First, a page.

Story Source:

The above story is based on materials provided by Cell Press. Note: Materials may be edited for content and length.


Journal Reference:

  1. Cécile Fruteau, Eric van Damme, Ronald Noë. Vervet Monkeys Solve a Multiplayer “Forbidden Circle Game” by Queuing to Learn Restraint. Current Biology, 2013; DOI: 10.1016/j.cub.2013.02.039

Cite This Page:

Cell Press. "In solving social dilemmas, vervet monkeys get by with a little patience." ScienceDaily. ScienceDaily, 28 March 2013. <www.sciencedaily.com/releases/2013/03/130328125056.htm>.
Cell Press. (2013, March 28). In solving social dilemmas, vervet monkeys get by with a little patience. ScienceDaily. Retrieved July 29, 2014 from www.sciencedaily.com/releases/2013/03/130328125056.htm
Cell Press. "In solving social dilemmas, vervet monkeys get by with a little patience." ScienceDaily. www.sciencedaily.com/releases/2013/03/130328125056.htm (accessed July 29, 2014).

Share This




More Plants & Animals News

Tuesday, July 29, 2014

Featured Research

from universities, journals, and other organizations


Featured Videos

from AP, Reuters, AFP, and other news services

Deadly Ebola Virus Threatens West Africa

Deadly Ebola Virus Threatens West Africa

AP (July 28, 2014) — West African nations and international health organizations are working to contain the largest Ebola outbreak in history. It's one of the deadliest diseases known to man, but the CDC says it's unlikely to spread in the U.S. (July 28) Video provided by AP
Powered by NewsLook.com
Traditional African Dishes Teach Healthy Eating

Traditional African Dishes Teach Healthy Eating

AP (July 28, 2014) — Classes are being offered nationwide to encourage African Americans to learn about cooking fresh foods based on traditional African cuisine. The program is trying to combat obesity, heart disease and other ailments often linked to diet. (July 28) Video provided by AP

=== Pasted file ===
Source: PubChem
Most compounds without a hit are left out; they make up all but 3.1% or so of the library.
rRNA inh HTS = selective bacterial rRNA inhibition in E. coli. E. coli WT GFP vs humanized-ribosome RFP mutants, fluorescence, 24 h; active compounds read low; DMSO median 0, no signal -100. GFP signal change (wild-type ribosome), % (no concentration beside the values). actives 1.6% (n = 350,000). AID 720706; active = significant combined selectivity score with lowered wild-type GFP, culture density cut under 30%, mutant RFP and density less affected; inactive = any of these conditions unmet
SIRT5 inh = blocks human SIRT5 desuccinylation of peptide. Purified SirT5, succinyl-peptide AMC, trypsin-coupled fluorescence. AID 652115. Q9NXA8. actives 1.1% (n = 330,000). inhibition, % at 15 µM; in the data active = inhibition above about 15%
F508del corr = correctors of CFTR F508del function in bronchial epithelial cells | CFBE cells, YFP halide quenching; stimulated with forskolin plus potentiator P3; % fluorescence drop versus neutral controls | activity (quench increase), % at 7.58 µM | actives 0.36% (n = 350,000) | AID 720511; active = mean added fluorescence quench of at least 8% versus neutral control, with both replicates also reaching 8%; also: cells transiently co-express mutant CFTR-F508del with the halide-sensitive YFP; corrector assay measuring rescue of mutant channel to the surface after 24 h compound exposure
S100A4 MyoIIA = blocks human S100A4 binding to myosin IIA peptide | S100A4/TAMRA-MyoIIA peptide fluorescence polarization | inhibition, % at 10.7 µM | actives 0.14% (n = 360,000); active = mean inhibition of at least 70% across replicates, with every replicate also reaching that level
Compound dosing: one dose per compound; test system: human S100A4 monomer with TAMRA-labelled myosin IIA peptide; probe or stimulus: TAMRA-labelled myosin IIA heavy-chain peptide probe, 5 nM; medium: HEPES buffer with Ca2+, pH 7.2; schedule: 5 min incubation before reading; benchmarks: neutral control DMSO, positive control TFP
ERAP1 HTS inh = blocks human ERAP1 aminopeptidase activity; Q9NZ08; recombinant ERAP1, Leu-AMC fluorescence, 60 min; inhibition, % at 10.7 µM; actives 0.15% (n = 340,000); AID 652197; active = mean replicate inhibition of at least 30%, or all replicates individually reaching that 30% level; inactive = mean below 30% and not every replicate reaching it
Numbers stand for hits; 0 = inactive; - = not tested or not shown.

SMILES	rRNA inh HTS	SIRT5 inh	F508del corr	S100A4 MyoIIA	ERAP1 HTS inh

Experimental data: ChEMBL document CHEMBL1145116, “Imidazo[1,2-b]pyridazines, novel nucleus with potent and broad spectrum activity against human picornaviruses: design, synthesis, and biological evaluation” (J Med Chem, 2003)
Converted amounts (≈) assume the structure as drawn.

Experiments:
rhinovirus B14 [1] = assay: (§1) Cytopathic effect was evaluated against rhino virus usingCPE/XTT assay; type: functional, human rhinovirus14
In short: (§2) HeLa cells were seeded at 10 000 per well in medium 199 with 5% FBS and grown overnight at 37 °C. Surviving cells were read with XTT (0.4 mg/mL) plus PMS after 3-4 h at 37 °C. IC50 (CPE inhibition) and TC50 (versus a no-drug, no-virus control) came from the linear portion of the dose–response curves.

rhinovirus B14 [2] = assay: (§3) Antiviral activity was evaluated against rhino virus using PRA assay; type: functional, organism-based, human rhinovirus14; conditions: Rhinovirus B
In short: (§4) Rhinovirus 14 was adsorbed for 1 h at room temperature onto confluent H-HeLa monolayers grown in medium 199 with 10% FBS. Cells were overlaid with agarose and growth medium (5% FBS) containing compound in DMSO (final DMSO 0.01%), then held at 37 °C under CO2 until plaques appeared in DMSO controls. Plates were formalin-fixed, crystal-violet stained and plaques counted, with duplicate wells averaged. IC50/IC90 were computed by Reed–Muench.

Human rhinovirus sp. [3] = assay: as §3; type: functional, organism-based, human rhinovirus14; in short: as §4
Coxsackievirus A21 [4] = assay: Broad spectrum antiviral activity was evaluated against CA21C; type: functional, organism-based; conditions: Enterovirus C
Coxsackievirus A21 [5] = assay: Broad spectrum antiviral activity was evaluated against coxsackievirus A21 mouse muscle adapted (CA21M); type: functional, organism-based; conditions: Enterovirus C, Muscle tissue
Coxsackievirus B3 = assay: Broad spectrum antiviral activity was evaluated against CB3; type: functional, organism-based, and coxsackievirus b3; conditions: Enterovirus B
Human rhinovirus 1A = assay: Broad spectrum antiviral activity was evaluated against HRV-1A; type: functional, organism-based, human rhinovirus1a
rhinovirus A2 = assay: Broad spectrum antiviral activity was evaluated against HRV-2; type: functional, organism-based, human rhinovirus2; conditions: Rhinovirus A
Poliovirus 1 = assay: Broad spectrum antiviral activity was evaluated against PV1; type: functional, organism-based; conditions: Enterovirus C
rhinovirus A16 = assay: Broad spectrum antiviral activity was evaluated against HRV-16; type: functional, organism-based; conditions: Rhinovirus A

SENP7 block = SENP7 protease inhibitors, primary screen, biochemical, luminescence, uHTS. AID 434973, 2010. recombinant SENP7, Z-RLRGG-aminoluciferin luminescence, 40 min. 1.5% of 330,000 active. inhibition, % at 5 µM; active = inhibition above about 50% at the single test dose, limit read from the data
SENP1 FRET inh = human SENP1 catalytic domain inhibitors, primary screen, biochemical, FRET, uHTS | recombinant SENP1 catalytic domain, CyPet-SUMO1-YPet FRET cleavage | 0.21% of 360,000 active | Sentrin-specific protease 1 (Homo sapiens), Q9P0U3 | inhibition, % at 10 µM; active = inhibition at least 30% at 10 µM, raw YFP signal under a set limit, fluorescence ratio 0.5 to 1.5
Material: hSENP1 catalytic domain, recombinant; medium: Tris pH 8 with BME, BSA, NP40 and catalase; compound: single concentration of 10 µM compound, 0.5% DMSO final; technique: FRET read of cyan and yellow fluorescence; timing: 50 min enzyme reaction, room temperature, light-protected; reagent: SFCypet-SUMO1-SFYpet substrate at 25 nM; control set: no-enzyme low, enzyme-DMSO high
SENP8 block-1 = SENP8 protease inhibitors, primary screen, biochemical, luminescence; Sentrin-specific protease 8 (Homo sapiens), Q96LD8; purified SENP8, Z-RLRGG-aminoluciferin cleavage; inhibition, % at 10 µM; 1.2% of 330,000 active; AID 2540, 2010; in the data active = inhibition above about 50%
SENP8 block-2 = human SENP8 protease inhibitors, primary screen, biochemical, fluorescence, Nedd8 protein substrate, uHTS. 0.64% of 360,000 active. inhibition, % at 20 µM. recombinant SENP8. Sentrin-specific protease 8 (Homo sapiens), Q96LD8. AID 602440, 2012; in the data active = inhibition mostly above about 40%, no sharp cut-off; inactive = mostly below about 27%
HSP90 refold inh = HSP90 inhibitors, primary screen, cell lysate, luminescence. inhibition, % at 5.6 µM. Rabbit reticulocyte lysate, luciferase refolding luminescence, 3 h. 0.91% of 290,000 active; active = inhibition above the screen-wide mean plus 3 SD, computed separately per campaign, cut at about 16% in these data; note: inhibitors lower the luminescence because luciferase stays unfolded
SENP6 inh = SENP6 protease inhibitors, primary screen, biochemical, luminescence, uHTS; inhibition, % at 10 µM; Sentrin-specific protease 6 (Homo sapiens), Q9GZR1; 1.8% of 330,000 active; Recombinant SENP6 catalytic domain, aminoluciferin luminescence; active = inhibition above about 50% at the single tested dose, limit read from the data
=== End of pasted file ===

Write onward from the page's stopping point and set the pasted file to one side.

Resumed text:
Powered by NewsLook.com
Asteroid's Timing Was 'Colossal Bad Luck' For The Dinosaurs

Asteroid's Timing Was 'Colossal Bad Luck' For The Dinosaurs

Newsy (July 28, 2014) — The asteroid that killed the dinosaurs struck at the worst time for them. A new study says that if it hit earlier or later, they might've survived. Video provided by Newsy
Powered by NewsLook.com
Raw: Sea Turtle Hatchlings Emerge from Nest

Raw: Sea Turtle Hatchlings Emerge from Nest

AP (July 27, 2014) — A live-streaming webcam catches loggerhead sea turtle hatchlings emerging from a nest in the Florida Keys. (July 27) Video provided by AP
Powered by NewsLook.com

Search ScienceDaily

Number of stories in archives: 140,361

Find with keyword(s):
 
Enter a keyword or phrase to search ScienceDaily for related topics and research stories.

Save/Print:
Share:  

Breaking News:
from the past week

In Other News

... from NewsDaily.com

Science News

Health News

Environment News

Technology News



Save/Print:
Share:  

Free Subscriptions


Get the latest science news with ScienceDaily's free email newsletters, updated daily and weekly. Or view hourly updated newsfeeds in your RSS reader:

Get Social & Mobile


Keep up to date with the latest news from ScienceDaily via social networks and mobile apps:

Have Feedback?


Tell us what you think of ScienceDaily -- we welcome both positive and negative comments. Have any problems using the site? Questions?
Mobile iPhone Android Web
Follow Facebook Twitter Google+
Subscribe RSS Feeds Email Newsletters
Latest Headlines Health & Medicine Mind & Brain Space & Time Matter & Energy Computers & Math Plants & Animals Earth & Climate Fossils & Ruins